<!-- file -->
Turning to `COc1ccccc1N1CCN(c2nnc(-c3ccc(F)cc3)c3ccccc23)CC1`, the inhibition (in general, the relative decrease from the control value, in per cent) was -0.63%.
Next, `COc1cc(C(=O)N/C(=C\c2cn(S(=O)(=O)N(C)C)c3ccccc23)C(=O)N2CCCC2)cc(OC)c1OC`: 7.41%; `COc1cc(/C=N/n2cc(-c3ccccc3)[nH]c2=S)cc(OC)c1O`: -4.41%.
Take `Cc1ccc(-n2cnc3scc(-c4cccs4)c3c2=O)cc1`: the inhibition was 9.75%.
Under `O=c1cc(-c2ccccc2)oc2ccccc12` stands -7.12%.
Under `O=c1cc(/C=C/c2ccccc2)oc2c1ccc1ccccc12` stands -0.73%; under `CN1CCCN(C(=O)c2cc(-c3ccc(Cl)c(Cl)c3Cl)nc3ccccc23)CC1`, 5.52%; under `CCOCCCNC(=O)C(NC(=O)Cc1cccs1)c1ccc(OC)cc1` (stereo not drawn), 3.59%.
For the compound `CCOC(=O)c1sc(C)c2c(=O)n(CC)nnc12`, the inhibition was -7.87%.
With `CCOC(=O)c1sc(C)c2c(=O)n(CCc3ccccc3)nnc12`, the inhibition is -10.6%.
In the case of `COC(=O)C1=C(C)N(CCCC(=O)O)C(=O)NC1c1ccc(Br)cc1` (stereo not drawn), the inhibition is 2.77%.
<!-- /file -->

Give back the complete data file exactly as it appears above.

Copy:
Turning to `COc1ccccc1N1CCN(c2nnc(-c3ccc(F)cc3)c3ccccc23)CC1`, the inhibition (in general, the relative decrease from the control value, in per cent) was -0.63%.
Next, `COc1cc(C(=O)N/C(=C\c2cn(S(=O)(=O)N(C)C)c3ccccc23)C(=O)N2CCCC2)cc(OC)c1OC`: 7.41%; `COc1cc(/C=N/n2cc(-c3ccccc3)[nH]c2=S)cc(OC)c1O`: -4.41%.
Take `Cc1ccc(-n2cnc3scc(-c4cccs4)c3c2=O)cc1`: the inhibition was 9.75%.
Under `O=c1cc(-c2ccccc2)oc2ccccc12` stands -7.12%.
Under `O=c1cc(/C=C/c2ccccc2)oc2c1ccc1ccccc12` stands -0.73%; under `CN1CCCN(C(=O)c2cc(-c3ccc(Cl)c(Cl)c3Cl)nc3ccccc23)CC1`, 5.52%; under `CCOCCCNC(=O)C(NC(=O)Cc1cccs1)c1ccc(OC)cc1` (stereo not drawn), 3.59%.
For the compound `CCOC(=O)c1sc(C)c2c(=O)n(CC)nnc12`, the inhibition was -7.87%.
With `CCOC(=O)c1sc(C)c2c(=O)n(CCc3ccccc3)nnc12`, the inhibition is -10.6%.
In the case of `COC(=O)C1=C(C)N(CCCC(=O)O)C(=O)NC1c1ccc(Br)cc1` (stereo not drawn), the inhibition is 2.77%.